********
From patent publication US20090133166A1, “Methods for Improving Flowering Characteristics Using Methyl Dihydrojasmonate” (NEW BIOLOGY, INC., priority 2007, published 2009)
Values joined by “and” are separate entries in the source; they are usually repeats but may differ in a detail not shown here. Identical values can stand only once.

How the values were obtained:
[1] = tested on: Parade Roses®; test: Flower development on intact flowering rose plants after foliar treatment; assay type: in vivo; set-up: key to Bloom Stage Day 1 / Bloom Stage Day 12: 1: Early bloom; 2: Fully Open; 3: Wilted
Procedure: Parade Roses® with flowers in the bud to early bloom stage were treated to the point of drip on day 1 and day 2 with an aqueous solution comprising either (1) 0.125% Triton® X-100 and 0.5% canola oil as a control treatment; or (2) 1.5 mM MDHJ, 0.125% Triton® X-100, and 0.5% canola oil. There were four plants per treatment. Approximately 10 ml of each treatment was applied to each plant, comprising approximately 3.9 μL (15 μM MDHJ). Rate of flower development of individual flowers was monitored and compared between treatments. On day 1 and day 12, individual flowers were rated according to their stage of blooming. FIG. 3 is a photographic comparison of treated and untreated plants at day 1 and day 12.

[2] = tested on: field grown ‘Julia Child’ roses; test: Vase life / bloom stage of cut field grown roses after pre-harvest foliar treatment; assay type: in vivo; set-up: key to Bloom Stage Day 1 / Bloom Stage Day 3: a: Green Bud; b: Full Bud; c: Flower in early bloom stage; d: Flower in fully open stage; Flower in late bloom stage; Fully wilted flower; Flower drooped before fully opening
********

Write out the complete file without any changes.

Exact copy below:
From patent publication US20090133166A1, “Methods for Improving Flowering Characteristics Using Methyl Dihydrojasmonate” (NEW BIOLOGY, INC., priority 2007, published 2009)
Values joined by “and” are separate entries in the source; they are usually repeats but may differ in a detail not shown here. Identical values can stand only once.

How the values were obtained:
[1] = tested on: Parade Roses®; test: Flower development on intact flowering rose plants after foliar treatment; assay type: in vivo; set-up: key to Bloom Stage Day 1 / Bloom Stage Day 12: 1: Early bloom; 2: Fully Open; 3: Wilted
Procedure: Parade Roses® with flowers in the bud to early bloom stage were treated to the point of drip on day 1 and day 2 with an aqueous solution comprising either (1) 0.125% Triton® X-100 and 0.5% canola oil as a control treatment; or (2) 1.5 mM MDHJ, 0.125% Triton® X-100, and 0.5% canola oil. There were four plants per treatment. Approximately 10 ml of each treatment was applied to each plant, comprising approximately 3.9 μL (15 μM MDHJ). Rate of flower development of individual flowers was monitored and compared between treatments. On day 1 and day 12, individual flowers were rated according to their stage of blooming. FIG. 3 is a photographic comparison of treated and untreated plants at day 1 and day 12.

[2] = tested on: field grown ‘Julia Child’ roses; test: Vase life / bloom stage of cut field grown roses after pre-harvest foliar treatment; assay type: in vivo; set-up: key to Bloom Stage Day 1 / Bloom Stage Day 3: a: Green Bud; b: Full Bud; c: Flower in early bloom stage; d: Flower in fully open stage; Flower in late bloom stage; Fully wilted flower; Flower drooped before fully opening